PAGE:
Mark Twain probably never said "Whiskey is for drinking; water is for fighting over." But he did have some sharp observations on the former in what may be my favorite of his books.
How solemn and beautiful is the thought that the earliest pioneer of civilization, the van-leader of civilization, is never the steamboat, never the railroad, never the newspaper, never the Sabbath-school, never the missionary -- but always whiskey! Such is the case. Look history over; you will see. The missionary comes after the whiskey -- I mean he arrives after the whiskey has arrived; next comes the poor immigrant, with ax and hoe and rifle; next, the trader; next, the miscellaneous rush; next, the gambler, the desperado, the highwayman, and all their kindred in sin of both sexes; and next, the smart chap who has bought up an old grant that covers all the land; this brings the lawyer tribe; the vigilance committee brings the undertaker. All these interests bring the newspaper; the newspaper starts up politics and a railroad; all hands turn to and build a church and a jail -- and behold! civilization is established forever in the land. But whiskey, you see, was the van-leader in this beneficent work. It always is. It was like a foreigner -- and excusable in a foreigner -- to be ignorant of this great truth, and wander off into astronomy to borrow a symbol. But if he had been conversant with the facts, he would have said: Westward the Jug of Empire takes its way.Now back to the fighting part (thank God, we've got a grown-up in charge again).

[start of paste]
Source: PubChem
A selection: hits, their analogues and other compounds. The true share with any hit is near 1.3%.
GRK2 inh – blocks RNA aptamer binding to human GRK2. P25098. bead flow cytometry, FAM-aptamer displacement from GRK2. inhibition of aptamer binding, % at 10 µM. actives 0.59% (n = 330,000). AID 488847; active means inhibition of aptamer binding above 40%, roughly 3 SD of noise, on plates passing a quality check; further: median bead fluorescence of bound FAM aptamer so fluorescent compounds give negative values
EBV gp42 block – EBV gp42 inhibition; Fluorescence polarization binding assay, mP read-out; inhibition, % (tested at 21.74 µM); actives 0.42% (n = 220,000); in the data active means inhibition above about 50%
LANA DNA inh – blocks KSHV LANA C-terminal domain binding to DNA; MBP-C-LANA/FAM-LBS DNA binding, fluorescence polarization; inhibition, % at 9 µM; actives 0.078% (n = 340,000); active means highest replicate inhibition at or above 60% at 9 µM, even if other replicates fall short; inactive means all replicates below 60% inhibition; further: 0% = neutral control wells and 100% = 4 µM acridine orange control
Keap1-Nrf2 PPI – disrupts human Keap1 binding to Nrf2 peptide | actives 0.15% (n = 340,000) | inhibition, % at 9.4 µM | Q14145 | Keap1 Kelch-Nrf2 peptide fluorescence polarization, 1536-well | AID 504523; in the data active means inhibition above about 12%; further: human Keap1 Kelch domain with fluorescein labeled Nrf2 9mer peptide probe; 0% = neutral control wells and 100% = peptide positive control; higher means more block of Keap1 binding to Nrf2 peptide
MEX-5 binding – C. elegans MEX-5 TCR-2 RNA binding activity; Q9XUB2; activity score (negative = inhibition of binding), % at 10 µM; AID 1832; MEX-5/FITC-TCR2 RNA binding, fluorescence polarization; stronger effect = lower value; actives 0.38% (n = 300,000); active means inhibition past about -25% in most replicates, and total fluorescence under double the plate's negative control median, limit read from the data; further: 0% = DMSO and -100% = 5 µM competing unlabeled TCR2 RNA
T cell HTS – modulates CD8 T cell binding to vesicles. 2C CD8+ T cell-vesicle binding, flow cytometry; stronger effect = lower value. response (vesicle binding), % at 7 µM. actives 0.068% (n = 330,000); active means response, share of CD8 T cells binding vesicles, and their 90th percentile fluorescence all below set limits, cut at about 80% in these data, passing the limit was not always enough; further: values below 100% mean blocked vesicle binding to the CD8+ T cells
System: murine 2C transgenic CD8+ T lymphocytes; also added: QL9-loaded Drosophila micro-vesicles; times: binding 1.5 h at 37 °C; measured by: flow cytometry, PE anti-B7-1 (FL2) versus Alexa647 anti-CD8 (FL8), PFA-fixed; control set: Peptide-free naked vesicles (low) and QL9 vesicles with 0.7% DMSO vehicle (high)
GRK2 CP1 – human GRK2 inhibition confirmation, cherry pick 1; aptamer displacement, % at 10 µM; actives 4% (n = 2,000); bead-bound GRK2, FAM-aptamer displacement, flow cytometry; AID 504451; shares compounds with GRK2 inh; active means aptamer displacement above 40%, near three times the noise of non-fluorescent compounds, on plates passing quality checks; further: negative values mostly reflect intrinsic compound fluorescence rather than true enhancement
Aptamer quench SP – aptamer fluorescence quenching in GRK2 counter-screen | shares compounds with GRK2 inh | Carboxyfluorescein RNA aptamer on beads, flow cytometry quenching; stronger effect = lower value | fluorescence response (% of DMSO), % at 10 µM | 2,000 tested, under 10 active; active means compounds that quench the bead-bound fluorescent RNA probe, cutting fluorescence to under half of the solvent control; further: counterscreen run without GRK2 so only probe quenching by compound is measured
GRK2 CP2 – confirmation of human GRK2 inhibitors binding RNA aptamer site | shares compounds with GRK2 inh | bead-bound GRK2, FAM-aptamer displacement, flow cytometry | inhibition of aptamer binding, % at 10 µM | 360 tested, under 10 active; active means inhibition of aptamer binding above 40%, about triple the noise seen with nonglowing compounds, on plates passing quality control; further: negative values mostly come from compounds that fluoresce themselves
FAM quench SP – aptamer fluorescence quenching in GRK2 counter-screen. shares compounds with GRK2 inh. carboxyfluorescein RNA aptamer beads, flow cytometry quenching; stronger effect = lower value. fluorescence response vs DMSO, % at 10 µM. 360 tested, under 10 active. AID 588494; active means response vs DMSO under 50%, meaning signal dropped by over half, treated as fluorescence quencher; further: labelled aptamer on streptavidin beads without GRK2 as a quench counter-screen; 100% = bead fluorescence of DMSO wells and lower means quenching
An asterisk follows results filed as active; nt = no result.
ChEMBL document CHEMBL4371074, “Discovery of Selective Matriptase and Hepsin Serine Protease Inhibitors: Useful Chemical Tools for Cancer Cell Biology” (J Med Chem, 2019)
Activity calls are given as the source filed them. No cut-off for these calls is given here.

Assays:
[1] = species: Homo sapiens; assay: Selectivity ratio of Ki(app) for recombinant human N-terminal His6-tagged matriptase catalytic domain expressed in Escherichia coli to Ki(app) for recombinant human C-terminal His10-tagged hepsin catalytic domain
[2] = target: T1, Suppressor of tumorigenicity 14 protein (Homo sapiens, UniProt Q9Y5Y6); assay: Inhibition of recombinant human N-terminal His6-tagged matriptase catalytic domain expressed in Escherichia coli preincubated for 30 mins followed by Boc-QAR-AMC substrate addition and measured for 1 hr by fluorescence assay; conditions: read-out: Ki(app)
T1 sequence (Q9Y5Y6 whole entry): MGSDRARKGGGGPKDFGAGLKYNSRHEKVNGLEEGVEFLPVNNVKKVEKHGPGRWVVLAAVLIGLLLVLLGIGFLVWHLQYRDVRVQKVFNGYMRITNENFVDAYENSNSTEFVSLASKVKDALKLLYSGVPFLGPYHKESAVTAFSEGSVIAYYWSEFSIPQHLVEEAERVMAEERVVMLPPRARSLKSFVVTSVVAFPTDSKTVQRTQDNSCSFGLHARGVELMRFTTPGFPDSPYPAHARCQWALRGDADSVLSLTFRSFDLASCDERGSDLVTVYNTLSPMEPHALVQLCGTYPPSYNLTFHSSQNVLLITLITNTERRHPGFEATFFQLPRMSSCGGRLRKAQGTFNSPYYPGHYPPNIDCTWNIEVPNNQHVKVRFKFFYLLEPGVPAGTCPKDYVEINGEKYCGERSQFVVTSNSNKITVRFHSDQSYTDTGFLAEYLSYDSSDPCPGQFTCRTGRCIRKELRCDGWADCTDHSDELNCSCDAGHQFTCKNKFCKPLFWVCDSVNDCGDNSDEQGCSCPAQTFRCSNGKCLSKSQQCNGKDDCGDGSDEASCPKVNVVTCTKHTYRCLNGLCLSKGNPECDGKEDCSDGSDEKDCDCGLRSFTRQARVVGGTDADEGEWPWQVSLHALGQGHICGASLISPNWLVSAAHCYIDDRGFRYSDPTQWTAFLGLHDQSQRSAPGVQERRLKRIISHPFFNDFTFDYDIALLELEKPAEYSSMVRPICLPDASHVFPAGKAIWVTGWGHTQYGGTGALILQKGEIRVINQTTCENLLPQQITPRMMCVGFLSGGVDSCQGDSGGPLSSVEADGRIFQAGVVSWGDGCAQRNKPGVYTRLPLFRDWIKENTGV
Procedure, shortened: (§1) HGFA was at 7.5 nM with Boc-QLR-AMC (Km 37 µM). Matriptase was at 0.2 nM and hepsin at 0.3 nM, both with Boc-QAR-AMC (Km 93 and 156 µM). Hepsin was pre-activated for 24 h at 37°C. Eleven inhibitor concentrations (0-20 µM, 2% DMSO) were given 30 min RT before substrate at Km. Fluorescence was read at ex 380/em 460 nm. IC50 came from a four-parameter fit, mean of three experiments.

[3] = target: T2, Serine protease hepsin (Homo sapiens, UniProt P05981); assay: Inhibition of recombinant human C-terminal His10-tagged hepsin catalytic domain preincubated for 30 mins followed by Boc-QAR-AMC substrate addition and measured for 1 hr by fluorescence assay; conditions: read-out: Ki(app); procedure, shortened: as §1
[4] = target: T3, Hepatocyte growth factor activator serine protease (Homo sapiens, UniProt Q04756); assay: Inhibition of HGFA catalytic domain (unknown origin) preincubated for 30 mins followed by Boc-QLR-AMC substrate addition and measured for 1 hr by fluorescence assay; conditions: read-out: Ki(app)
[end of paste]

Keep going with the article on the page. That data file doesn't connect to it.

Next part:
- Life on the Mississippi